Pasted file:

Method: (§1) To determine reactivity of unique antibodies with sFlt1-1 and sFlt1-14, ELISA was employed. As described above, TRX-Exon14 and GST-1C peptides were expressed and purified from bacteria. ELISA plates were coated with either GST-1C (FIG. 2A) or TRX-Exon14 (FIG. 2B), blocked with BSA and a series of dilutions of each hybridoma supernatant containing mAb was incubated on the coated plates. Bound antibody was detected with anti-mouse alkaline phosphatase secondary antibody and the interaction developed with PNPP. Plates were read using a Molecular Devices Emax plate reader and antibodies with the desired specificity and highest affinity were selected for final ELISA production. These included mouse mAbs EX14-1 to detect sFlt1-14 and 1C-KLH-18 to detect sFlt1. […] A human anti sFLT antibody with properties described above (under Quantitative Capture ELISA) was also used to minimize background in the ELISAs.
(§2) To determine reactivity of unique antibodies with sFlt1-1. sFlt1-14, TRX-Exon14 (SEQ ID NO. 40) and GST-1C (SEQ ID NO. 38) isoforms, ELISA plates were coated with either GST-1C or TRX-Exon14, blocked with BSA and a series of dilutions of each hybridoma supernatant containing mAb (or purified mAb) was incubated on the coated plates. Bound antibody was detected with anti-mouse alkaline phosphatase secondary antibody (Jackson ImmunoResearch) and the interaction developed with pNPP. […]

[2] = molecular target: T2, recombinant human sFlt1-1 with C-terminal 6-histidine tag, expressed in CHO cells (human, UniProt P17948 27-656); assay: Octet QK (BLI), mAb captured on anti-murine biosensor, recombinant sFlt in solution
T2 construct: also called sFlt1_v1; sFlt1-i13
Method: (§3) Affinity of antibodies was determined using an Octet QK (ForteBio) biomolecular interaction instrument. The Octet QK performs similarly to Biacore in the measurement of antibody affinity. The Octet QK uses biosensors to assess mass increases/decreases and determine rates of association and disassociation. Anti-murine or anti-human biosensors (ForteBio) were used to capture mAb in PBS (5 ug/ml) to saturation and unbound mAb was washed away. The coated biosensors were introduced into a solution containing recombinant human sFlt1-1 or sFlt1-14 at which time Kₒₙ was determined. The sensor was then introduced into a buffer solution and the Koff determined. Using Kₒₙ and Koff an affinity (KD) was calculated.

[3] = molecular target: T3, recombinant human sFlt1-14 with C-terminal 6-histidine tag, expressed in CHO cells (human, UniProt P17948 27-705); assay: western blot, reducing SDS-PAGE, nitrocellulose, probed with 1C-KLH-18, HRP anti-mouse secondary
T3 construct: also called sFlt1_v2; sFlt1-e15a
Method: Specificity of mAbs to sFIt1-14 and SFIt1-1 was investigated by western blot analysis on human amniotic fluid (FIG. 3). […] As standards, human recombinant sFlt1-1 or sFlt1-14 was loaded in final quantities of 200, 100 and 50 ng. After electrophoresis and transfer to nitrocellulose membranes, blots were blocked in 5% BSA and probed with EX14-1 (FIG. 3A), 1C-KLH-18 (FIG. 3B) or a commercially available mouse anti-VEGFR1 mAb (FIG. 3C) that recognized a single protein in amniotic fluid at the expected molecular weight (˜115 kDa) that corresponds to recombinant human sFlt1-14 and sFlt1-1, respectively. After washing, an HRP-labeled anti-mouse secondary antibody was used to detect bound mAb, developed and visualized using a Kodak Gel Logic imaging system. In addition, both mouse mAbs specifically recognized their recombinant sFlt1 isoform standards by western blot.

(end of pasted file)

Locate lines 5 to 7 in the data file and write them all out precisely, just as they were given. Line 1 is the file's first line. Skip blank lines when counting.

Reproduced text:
Method: (§3) Affinity of antibodies was determined using an Octet QK (ForteBio) biomolecular interaction instrument. The Octet QK performs similarly to Biacore in the measurement of antibody affinity. The Octet QK uses biosensors to assess mass increases/decreases and determine rates of association and disassociation. Anti-murine or anti-human biosensors (ForteBio) were used to capture mAb in PBS (5 ug/ml) to saturation and unbound mAb was washed away. The coated biosensors were introduced into a solution containing recombinant human sFlt1-1 or sFlt1-14 at which time Kₒₙ was determined. The sensor was then introduced into a buffer solution and the Koff determined. Using Kₒₙ and Koff an affinity (KD) was calculated.

[3] = molecular target: T3, recombinant human sFlt1-14 with C-terminal 6-histidine tag, expressed in CHO cells (human, UniProt P17948 27-705); assay: western blot, reducing SDS-PAGE, nitrocellulose, probed with 1C-KLH-18, HRP anti-mouse secondary
T3 construct: also called sFlt1_v2; sFlt1-e15a